Earlier this year, the FDA approved a product for treating broken capillaries and varicose veins called Asclera. Dermatologists have begun to send out press releases announcing that they now offer this “non-invasive” way of treating unsightly veins. So what exactly is Acslera, does it work and is it safe?

Asclera is a form of sclerotherapy – a long-established (believe it or not, they were performing it in the 1800s) procedure for tackling broken veins. It works by injecting (which, by the way, counts as invasive in my book) a solution into the veins that makes them immediately shrink, and then dissolve over a period of weeks as the body naturally absorbs the treated vein.

The substance that is injected in an Asclera treatment is polidocanol, an irritant that damages the cell lining of the vein, which are then replaced by new tissue. Polidocanol is basically dodecyl alcohol (or dodecanol) is a mild skin irritant. It has about half the toxicity of ethanol.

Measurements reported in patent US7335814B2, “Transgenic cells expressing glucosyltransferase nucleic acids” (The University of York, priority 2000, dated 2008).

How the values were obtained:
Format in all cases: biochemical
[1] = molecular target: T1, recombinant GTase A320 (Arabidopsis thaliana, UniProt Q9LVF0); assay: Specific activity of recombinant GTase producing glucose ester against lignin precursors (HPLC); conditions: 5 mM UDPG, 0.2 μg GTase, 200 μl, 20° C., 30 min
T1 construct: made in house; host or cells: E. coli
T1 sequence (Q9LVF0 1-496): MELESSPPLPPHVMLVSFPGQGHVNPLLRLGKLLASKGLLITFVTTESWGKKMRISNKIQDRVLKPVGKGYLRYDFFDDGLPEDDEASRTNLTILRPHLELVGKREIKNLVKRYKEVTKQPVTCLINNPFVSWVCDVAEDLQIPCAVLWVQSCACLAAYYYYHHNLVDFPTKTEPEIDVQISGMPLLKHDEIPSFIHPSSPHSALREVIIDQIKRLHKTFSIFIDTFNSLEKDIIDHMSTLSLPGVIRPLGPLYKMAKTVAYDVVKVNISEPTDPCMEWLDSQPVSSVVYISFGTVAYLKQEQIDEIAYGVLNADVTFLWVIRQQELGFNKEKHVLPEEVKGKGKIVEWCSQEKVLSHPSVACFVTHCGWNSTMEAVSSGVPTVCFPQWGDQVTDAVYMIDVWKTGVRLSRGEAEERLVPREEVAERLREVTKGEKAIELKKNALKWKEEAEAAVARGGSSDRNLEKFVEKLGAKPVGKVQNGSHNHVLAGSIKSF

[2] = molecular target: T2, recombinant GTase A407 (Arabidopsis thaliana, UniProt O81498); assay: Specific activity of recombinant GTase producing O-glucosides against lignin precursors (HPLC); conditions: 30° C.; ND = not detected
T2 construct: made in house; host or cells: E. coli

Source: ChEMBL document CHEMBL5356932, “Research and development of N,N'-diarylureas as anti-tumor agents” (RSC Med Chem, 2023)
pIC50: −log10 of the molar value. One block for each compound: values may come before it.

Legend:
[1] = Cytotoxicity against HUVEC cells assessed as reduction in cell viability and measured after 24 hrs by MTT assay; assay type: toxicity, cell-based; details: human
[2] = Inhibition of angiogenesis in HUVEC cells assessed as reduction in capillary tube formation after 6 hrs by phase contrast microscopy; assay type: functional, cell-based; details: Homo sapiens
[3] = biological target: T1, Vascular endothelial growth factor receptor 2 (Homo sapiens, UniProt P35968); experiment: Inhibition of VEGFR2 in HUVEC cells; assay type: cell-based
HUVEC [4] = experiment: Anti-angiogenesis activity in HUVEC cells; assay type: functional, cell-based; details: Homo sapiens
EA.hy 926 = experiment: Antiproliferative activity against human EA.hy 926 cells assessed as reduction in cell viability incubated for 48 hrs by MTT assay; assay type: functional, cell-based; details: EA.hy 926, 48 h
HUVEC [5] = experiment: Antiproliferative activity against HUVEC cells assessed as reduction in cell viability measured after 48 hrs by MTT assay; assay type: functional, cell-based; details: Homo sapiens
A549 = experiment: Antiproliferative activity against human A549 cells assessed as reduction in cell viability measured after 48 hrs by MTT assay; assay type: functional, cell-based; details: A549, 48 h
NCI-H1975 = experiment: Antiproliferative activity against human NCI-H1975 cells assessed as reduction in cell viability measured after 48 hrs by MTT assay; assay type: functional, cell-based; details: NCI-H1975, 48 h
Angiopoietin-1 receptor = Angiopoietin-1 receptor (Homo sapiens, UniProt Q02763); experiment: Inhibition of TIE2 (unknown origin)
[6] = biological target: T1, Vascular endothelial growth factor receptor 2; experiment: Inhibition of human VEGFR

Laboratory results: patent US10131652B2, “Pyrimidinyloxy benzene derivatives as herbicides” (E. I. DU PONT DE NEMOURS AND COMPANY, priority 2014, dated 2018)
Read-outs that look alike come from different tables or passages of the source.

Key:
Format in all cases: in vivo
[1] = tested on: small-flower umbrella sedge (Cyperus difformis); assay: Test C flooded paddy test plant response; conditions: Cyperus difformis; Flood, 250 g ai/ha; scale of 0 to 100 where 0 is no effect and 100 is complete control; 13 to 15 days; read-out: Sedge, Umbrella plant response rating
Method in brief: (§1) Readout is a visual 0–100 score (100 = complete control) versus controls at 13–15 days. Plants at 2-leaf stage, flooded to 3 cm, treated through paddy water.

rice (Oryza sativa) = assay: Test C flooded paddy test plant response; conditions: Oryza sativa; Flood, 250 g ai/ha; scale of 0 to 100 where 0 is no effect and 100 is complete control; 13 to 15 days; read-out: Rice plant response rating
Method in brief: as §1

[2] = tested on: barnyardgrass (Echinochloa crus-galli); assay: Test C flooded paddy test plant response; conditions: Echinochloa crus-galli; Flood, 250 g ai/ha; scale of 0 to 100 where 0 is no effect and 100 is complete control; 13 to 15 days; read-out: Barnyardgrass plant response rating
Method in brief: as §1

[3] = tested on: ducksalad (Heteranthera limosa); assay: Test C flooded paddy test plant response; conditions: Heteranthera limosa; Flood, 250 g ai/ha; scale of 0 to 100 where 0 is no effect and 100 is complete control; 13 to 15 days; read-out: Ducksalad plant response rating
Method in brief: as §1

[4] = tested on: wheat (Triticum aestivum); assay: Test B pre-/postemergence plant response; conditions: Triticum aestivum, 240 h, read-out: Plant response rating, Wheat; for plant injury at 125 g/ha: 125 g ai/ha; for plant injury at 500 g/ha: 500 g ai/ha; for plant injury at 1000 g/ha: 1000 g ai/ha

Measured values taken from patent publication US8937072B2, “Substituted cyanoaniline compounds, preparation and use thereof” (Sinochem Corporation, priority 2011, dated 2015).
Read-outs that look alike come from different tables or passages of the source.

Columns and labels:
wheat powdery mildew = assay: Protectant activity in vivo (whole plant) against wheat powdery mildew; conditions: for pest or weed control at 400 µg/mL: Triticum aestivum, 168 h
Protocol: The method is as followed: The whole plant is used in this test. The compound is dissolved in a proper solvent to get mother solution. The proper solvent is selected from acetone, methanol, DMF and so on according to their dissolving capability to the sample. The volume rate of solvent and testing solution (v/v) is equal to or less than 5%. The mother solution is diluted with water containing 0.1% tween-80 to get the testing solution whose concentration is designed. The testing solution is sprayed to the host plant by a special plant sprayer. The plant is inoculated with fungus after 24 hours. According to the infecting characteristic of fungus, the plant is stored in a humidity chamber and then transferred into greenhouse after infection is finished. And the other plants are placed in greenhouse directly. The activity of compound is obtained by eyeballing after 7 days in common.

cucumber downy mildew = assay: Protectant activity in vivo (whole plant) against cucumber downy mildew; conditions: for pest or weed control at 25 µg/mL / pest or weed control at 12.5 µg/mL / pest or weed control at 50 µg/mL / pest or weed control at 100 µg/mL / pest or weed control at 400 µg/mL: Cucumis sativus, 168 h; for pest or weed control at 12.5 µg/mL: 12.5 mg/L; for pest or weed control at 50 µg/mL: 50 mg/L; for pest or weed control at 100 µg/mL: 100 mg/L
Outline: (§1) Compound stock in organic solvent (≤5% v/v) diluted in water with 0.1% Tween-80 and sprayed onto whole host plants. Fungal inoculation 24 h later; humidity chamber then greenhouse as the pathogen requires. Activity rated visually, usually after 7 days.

Asclera can be used on the face or legs. For larger (eg bigger varicose) veins, a micro-foam is injected – usually under the guidance of ultrasound.

According to various studies, the success rate is in the region of 70-90%. In general, spider veins respond in three to six weeks, and larger veins respond in three to four months. If the veins respond to the treatment, they will not reappear. However, new veins may appear at the same rate as before. The most common complication is hyperpigmentation, although this generally fades over time.